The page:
India Ranks Highest In Global Implementation Of AI Projects

Nasdaq-listed  NetApp, the intelligent data infrastructure company, has recently released its second annual Cloud Complexity Report. The report analyzes the experiences of global technology decision makers deploying AI at scale and shows a stark contrast between AI leaders and AI laggards. This year’s report provides global insights into the progress, readiness, challenges and momentum since last year’s report, what we can learn from both the AI leaders and AI laggards, and the critical role of a unified data infrastructure in achieving AI success.

India heads the pack as an AI leader, with 70 per cent of companies having AI projects up and running, or in motion. This is in stark contrast with the global average of 49 per cent. Additionally, the report found that 91 per cent of India-based companies will use half or more of their data to train AI models in 2024.

“The world today is driven by AI and data plays a critical role in enhancing AI capabilities,” says Puneet Gupta, Vice President & Managing Director, NetApp India/SAARC. “India is a country of humungous data sets. No surprise then, that India leads the world, and corporations are embracing AI to further their IT agenda. We are partnering with a diverse group of customers to build an intelligent data infrastructure that spans multiple environments and is the backbone of all AI projects. Clearly, the more unified and reliable your data, the more likely your AI initiatives are to be successful.”

The report has found a clear divide between AI leaders and AI laggards across several areas including regions, industries and company size. Around 60 per cent  of AI-leading countries (India, Singapore, UK, USA) have AI projects up and running or in pilot, in stark contrast to 36 per cent in AI-lagging countries like Spain, Australia, New Zealand, Germany and Japan.

Technology leads with 70 per cent of AI projects up and running or in pilot, while banking & financial services and manufacturing follow with 55 per cent and 50 per cent, respectively. However, healthcare (38 per cent) and media & entertainment (25 per cent) are trailing.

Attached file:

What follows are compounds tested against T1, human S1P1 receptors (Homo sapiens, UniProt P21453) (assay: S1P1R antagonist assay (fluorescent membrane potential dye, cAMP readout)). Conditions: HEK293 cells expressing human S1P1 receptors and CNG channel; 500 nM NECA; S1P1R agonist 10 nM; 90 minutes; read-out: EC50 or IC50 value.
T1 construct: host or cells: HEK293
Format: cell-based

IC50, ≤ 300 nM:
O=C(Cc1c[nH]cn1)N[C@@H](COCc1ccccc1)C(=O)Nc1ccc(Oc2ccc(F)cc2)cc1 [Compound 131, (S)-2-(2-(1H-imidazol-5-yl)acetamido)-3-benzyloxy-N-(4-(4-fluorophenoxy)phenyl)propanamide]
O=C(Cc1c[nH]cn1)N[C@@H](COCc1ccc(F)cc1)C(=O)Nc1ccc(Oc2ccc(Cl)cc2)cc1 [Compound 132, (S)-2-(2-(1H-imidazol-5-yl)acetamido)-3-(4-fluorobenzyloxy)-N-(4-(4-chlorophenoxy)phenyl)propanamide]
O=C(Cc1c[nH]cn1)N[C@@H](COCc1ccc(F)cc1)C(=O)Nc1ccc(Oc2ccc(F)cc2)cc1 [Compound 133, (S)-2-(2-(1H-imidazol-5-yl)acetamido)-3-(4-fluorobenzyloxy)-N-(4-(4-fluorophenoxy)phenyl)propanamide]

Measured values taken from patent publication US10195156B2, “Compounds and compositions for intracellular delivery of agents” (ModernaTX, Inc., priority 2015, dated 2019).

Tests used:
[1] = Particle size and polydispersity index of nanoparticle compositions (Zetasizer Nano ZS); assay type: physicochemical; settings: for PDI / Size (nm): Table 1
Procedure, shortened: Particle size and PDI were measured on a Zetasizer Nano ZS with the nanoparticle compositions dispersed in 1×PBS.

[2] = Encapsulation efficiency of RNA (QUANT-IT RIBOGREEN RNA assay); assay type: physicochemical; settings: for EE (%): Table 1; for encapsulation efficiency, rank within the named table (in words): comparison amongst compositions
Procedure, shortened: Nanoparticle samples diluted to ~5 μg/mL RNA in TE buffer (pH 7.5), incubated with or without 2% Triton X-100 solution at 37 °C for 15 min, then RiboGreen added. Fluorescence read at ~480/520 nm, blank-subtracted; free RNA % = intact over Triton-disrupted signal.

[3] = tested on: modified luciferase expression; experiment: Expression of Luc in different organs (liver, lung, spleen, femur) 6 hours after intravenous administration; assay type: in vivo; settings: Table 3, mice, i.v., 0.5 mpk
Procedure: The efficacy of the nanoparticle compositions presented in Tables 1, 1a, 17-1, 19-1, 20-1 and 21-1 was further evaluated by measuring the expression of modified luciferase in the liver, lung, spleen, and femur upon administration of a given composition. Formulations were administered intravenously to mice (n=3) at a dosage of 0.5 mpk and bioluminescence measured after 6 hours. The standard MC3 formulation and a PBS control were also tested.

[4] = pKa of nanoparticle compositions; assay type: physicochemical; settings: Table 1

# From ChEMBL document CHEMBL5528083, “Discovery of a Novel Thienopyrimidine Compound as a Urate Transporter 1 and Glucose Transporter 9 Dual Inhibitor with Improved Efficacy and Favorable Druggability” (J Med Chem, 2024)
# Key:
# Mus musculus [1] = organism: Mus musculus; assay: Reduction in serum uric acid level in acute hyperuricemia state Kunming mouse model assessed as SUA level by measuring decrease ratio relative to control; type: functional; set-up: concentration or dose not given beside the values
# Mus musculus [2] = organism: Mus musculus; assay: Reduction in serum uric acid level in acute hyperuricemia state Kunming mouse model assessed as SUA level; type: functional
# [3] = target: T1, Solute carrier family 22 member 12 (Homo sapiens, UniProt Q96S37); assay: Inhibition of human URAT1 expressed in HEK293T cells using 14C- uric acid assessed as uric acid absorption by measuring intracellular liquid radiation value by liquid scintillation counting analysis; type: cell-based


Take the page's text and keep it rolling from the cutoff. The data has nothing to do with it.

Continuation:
Larger companies (with more than 250 employees) are more likely to have AI projects in motion, with 62 per cent reporting projects up and running or in pilot, versus 36 per cent of smaller companies (with fewer than 250 employees).

Both AI leaders and AI laggards show a difference in their approach to AI. Globally, 67 per cent of companies in AI-leading countries report having hybrid IT environments, with India leading (70 per cent) and Japan lagging (24 per cent). Around 87 per cent of Indian companies have optimised IT environments for AI, and some AI-lagging countries also have AI-ready IT environments: Germany (67 per cent) and Spain (59 per cent).

AI leaders are also more likely to report benefits from AI, including a 50 per cent increase in production rates, 46 per cent in the automation of routine activities and 45 per cent improvement in customer experience. “The rise of AI is ushering in a new disrupt-or-die era,” says Gabie Boko, Chief Marketing Officer at NetApp.    “Data-ready enterprises that connect and unify broad structured and unstructured data sets into an intelligent data infrastructure are best positioned to win in the age of AI.”

Despite the divide, the report has found there is notable progress among AI laggards in preparing their IT environments for AI, but the window to catch up is closing rapidly.  A significant number of companies in AI-lagging countries (42 per cent) have optimised their IT environments for AI, including Germany (67 per cent ) and Spain (59 per cent). Companies in some AI-lagging countries already report they see the benefits of a unified data infrastructure in place, such as easier data sharing –Spain (45 per cent), Australia/New Zealand (43 per cent) and Germany (44 per cent); Increased visibility– Spain (54 per cent  and Germany (46 per cent).

As per the report, the rising IT costs and ensuring data security are two of the biggest challenges in the AI era, but they will not block AI progress. Instead, AI leaders will scale back, cut other IT operations or reallocate costs from other parts of the business to fund AI initiatives.

Around 53 per cent of India-based companies reported being more likely to scale back or cut other parts of IT operations to make room for AI projects. Around 71 per cent of Indian enterprises feel cyber security is the biggest challenge for managing the increasing complexity of data across cloud or multi-cloud environments. This is followed by 52 per cent of tech leaders reporting increased skepticism over cloud and 37 per cent worrying about going overbudget.

NetApp report says that security, AI and cloud operations will drive the 2024 cloud investments. As global companies, whether AI leaders or AI laggards, increase investments, they are relying on the cloud to support their goals. Increasing data security investments is a global priority, jumping 25 per cent from 33 per cent in 2023 to 58 per cent in 2024. Around 82 per cent of Indian companies reported plans to improve security within their company’s public cloud usage in 2024. This was followed by cost management and automation of processes at 66 pe cent each, and resource inventory and utilisation at 52 per cent.

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